Traverse

You can traverse the graph with the trav command which allows for simple traversing from the current node. You can supply which relationship types (w/ regex matching) and optionally direction as well as property filters for matching nodes. In addition to that you can supply a command line to execute for each match. An example: trav -o depth -r KNOWS:both,HAS_.*:incoming -c "ls $n". Which means traverse depth first for relationships with type KNOWS disregarding direction and incoming relationships with type matching HAS_.\* and do a ls <matching node> for each match. The node filtering is supplied with the -f option, see Section 31.4, “Filters”. See Section 31.3, “Enum options” for the traversal order option. Even relationship types/directions are supplied using the same format as filters.

Query with Cypher

You can use Cypher to query the graph. For that, use the match or start command. You can also use create statements to create nodes and relationships and use the cypher VERSION prefix to select a certain cypher version.

[Tip]Tip

Cypher queries need to be terminated by a semicolon ;.

Cypher commands are given all shell variables as parameters and the special self parameter for the current node or relationship.

  • start n = node(0) return n; will give you a listing of the node with ID 0
  • cypher 1.9 start n = node(0) return n; will execute the query with Cypher version 1.9
  • START n = node({self}) MATCH (n)-[:KNOWS]->(friend) RETURN friend; will return the nodes connected to the current node.
  • START n=node({me}) CREATE (me)-[r:KNOWS]->(friend {props}); will create the friend and the relationship according to the variables available.

Listing Indexes and Constraints

The schema command allows to list all existing indexes and constraints together with their current status.

[Note]Note

This command does not list legacy indexes. For working with legacy indexes, please see the section called “Legacy Indexing”.

List all indexes and constraints:

schema

List indexes or constraints on :Person nodes for the property name:

schema -l :Person -p name

The schema command supports the following parameters:

  • -l :Label only list indexes or constraints for the given label :Label
  • -p propertyKey only list indexes or constraints for the given property key propertyKey
  • -v if an index is in the FAILED state, print a verbose error cause if available

Indexes and constraints can be created or removed using Cypher or the Java Core API. They are updated automatically whenever the graph is changed. See Section 3.7, “Schema” for more information.

Legacy Indexing

It’s possible to query and manipulate legacy indexes via the index command.

Example: index -i persons name (will index the name for the current node or relationship in the "persons" legacy index).

  • -g will do exact lookup in the legacy index and display hits. You can supply -c with a command to be executed for each hit.
  • -q will ask the legacy index a query and display hits. You can supply -c with a command to be executed for each hit.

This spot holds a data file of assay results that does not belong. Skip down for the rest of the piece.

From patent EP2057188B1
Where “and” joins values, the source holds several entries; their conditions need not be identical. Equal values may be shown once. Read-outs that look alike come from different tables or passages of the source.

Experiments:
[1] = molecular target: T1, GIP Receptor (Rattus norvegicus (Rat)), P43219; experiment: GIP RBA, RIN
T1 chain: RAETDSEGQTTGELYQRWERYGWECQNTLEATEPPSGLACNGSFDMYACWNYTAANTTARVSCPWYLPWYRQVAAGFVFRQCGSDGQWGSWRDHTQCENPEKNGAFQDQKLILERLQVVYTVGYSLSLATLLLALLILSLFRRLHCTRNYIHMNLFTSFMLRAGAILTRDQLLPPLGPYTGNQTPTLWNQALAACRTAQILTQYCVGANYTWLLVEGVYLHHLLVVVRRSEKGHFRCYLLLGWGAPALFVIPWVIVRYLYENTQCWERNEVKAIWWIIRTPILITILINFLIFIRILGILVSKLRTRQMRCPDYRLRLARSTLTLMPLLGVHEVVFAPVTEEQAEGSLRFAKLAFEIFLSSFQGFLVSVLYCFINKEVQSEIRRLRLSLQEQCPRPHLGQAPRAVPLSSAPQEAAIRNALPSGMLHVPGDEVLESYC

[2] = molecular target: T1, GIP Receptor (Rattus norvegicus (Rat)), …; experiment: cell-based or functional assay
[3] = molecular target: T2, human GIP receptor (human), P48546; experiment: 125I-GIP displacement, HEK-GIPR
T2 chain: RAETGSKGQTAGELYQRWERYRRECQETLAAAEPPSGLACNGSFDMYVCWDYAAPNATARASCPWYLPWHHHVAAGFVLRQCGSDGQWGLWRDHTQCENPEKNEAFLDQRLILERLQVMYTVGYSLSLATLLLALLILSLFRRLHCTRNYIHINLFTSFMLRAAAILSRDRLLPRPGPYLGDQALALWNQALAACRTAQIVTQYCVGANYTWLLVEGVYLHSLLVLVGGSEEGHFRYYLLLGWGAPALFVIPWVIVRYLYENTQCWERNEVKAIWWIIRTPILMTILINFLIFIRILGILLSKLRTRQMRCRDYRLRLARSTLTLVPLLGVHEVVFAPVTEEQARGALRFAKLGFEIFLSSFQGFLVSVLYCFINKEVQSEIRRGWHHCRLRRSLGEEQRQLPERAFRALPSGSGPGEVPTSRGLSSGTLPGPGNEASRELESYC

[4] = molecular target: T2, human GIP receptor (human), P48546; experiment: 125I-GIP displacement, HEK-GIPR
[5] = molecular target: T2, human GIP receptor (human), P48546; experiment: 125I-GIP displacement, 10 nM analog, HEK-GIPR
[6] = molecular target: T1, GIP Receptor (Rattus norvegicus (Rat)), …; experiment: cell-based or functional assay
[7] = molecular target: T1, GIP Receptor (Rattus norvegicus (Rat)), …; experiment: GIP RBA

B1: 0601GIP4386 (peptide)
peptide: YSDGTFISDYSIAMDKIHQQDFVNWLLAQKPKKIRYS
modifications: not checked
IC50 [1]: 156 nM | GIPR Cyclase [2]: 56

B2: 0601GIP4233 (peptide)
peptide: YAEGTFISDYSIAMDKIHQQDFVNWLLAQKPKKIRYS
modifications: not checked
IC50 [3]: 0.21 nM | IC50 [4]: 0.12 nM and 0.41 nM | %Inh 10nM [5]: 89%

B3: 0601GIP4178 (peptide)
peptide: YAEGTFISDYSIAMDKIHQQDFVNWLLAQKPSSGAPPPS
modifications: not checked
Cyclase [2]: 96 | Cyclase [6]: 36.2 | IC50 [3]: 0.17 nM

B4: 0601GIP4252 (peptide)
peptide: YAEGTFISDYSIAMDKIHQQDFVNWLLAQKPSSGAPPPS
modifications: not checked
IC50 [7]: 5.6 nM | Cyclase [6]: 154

• --cd will change current location to the hit from the query. It’s just a convenience for using the -c option.
  • --ls will do a listing of the contents for each hit. It’s just a convenience for using the -c option.
  • -i will index a key-value pair into a legacy index for the current node/relationship. If no value is given the property value for that key for the current node is used as value.
  • -r will remove a key-value pair (if it exists) from a legacy index for the current node/relationship. Key and value are optional.
  • -t will set the legacy index type to work with, for example index -t Relationship --delete friends will delete the friends relationship index.

Transactions

It is useful to be able to test changes, and then being able to commit or rollback said changes.

Transactions can be nested. With a nested transaction, a commit does not write any changes to disk, except for the top level transaction. A rollback, however works regardless of the level of the transaction. It will roll back all open transactions.

  • begin transaction Starts a transaction.
  • commit Commits a transaction.
  • rollback Rollbacks all open transactions.

Dumping the database or Cypher statement results

[Caution]Experimental feature

The dump command has incomplete functionality. It might not work for your use case or data size.

As a simple way of exporting a database or a subset of it, the dump command converts the graph of a Cypher result or the whole database into a single Cypher create statement.

Examples:

  • dump dumps the whole database as single cypher create statement
  • dump START n=node({self}) MATCH p=(n)-[r:KNOWS*]->(m) RETURN n,r,m; dumps the transitive friendship graph of the current node.
  • neo4j-shell -path db1 -c 'dump MATCH p=(n:Person {name:"Mattias"})-[r:KNOWS]->(m) RETURN p;' | neo4j-shell -path db2 -file - imports the subgraph of the first database (db1) into the second (db2)

Example Dump Scripts

 # create a new node and go to it
 neo4j-sh (?)$ mknode --cd --np "{'name':'Neo'}"

 # create a relationship
 neo4j-sh (Neo,0)$ mkrel -c -d i -t LIKES --np "{'app':'foobar'}"

 # Export the cypher statement results
 neo4j-sh (Neo,0)$ dump MATCH (n)-[r]-(m) WHERE n = {self} return n,r,m;
 begin
 create (_0 {`name`:"Neo"})
 create (_1 {`app`:"foobar"})
 create _1-[:`LIKES`]->_0
 ;
 commit
 # create an index
 neo4j-sh (?)$ create index on :Person(name);
 +-------------------+
 | No data returned. |
 +-------------------+
 Indexes added: 1
 24 ms


 # create one labeled node and a relationship
 neo4j-sh (?)$ create (m:Person:Hacker {name:'Mattias'}), (m)-[:KNOWS]->(m);
 +-------------------+
 | No data returned. |
 +-------------------+
 Nodes created: 1
 Relationships created: 1
 Properties set: 1
 Labels added: 2
 105 ms


 # Export the whole database including indexes
 neo4j-sh (?)$ dump
 begin
 create index on :`Person`(`name`)
 create (_0:`Person`:`Hacker` {`name`:"Mattias"})
 create _0-[:`KNOWS`]->_0
 ;
 commit